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race, in all ages, has nearly confined to the coarser sex. I do not rest this opinion solely on the fact that those duties do not seem congenial with the superior delicacy of
woman, or compatible with the occupations which nature 5 assigns to her in the domestic sphere. I think it would
be found, on trial, that nothing would be gained, nothing changed for the better, by putting the sexes on the same footing, with respect, for instance, to the right of suffrage.
Whether the wives and sisters agreed with the husbands 10 and brothers, or differed from them, as this agreement or
difference would, in the long run, exist equally in all parties, the result would be the same as at present. So too, whether the wife or the husband had the stronger will, and
15 on all sides, the result would not be affected. So that it
would be likely to turn out that the present arrangement, by which the men do the electioneering and the voting for both sexes, is a species of representation, which, leaving
results unchanged, promotes the convenience of all, and 20 does injustice to none.
Meantime, for all the great desirable objects of life, the possession of equal advantages for the improvement of the mind is of vastly greater importance than the participation
of political power. There are, humanly speaking, three 25 great objects of pursuit on earth, — well-being or happi
ness for ourselves and families; influence and control over others; and a good name with our fellow-men, while we live and when we are gone. Who needs be told that, in
the present state of the world, a good education is not 30 indeed a sure, but by far the most likely means of attain
ing all the ends which constitute material prosperity, competence, position, establishment in life; and that it also opens the purest sources of enjoyment ?
The happiest condition of human existence is unques 35 tionably to be found in the domestic circle of what may be
called the middle condition of life, in a family harmoniously united in the cultivation and enjoyment of the innocent and rational pleasures of literature, art, and refined intercourse, equally removed from the grandeurs and the
straits of society. These innocent and rational pleasures, 5 and this solid happiness, are made equally accessible to both sexes by our admirable school system.
Then for influence over others, as it depends much more on personal qualities than on official prerogative, equality
of education furnishes the amplest means of equal ascen10 dency. It is the mental and moral forces, not political
power, which mainly govern the world. It is but a few years since the three greatest powers in Europe, two on one side and one on the other, engaged in a deadly struggle
with each other to decide the fate of the Turkish empire; 15 three Christian powers straining every nerve, the one to
overthrow, the two others to uphold the once great and formidable, but now decaying and effete Mahommedan des potism of Western Asia.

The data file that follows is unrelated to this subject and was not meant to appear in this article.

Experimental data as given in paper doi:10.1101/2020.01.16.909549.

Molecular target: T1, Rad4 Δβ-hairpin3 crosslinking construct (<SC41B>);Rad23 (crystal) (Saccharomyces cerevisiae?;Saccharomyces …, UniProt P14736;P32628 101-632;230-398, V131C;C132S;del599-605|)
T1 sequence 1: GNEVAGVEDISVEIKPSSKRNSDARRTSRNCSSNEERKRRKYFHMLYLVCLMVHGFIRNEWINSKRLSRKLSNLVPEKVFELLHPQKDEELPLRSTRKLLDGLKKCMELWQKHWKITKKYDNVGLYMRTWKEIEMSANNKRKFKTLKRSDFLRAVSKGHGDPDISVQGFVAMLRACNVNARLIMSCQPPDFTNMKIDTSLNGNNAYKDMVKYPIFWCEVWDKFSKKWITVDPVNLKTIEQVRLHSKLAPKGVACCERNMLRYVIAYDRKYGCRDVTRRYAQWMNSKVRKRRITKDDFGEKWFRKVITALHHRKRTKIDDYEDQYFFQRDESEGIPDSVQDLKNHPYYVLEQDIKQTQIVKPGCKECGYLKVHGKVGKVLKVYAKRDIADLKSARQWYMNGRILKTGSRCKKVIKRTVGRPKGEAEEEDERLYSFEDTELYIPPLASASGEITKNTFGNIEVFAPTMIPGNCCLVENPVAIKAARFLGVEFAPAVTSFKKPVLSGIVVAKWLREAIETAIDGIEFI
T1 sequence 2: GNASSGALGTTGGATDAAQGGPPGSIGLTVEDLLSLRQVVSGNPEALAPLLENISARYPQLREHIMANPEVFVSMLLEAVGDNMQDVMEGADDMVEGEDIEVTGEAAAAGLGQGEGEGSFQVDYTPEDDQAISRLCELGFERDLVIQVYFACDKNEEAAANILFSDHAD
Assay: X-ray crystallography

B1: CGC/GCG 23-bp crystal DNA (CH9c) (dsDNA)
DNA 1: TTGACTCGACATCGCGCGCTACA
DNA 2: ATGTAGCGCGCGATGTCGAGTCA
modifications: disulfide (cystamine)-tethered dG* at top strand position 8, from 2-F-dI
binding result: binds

Not less than half a million of men were concentrated 20 in the Crimea, and all the military talent of the age was
called forth in the contest. And who, as far as individuals were concerned, bore off the acknowledged palm of energy, usefulness, and real power in that tremendous contest ?
Not emperors and kings, not generals, admirals, or engi25 neers, launching from impregnable fortresses and blazing
intrenchments the three-bolted thunders of war. No, but an English girl, bred up in the privacy of domestic life, and appearing on that dread stage of human action and
suffering, in no higher character than that of a nurse ! 30 And then for fame, to which, by a natural instinct, the
ingenuous soul aspires :
“ The spur, which the clear spirit doth raise,
need I say that the surest path to a reputation, for the mass of mankind, is by intellectual improvement; and that in this respect, therefore, our school system places the sexes on an equality ?
LXXIX. — THE BURIAL OF SIR JOHN MOORE.
WOLFE. (CHARLES WOLFE was born in Dublin, Ireland, December 14, 1791, and died February 21, 1823. He was a clergyman of the established church. His “ Remains,” consisting of sermons, fragments, and poems, were published after his death, with a memoir.
Sir John Moore was killed at Corunna, in Spain, in a battle between the French and English, January 16, 1809. He was wrapped in his military cloak, and buried by torch-light in a hasty grave on the ramparts of the town, A monument has since been erected upon the spot.) 1 Not a drum was heard, not a funeral note,
As his corse to the rampart we hurried;
O’er the grave where our hero we buried.
We buried him darkly at dead of night,
The sods with our bayonets turning ;
And the lantern dimly burning.
No useless coffin enclosed his breast,
Nor in sheet, nor in shroud, we wound him;
With bis martial cloak around him.
Few, and short were the prayers we said ;
And we spoke not a word of sorrow;
And we bitterly thought of the morrow.
Ő We thought, as we hollowed his narrow bed,
And smoothed down his lonely pillow,
And we far away on the billow.
Lightly they'll talk of the spirit that's gone,
And o'er his cold ashes upbraid him;
In the grave where a Briton has laid him.
But half of our heavy task was done,
When the clock struck the hour for retiring;
That the foe was sullenly firing.
Slowly and sadly we laid him down,
From the field of his fame fresh and gory:
But we left him alone with his glory.
LXXX. — THE LAUNCHING OF THE SHIP.
Has come the bridal day
The ocean old,
And far and wide
He waits impatient for his bride.
Then the Master,
And lo! from the assembled crowd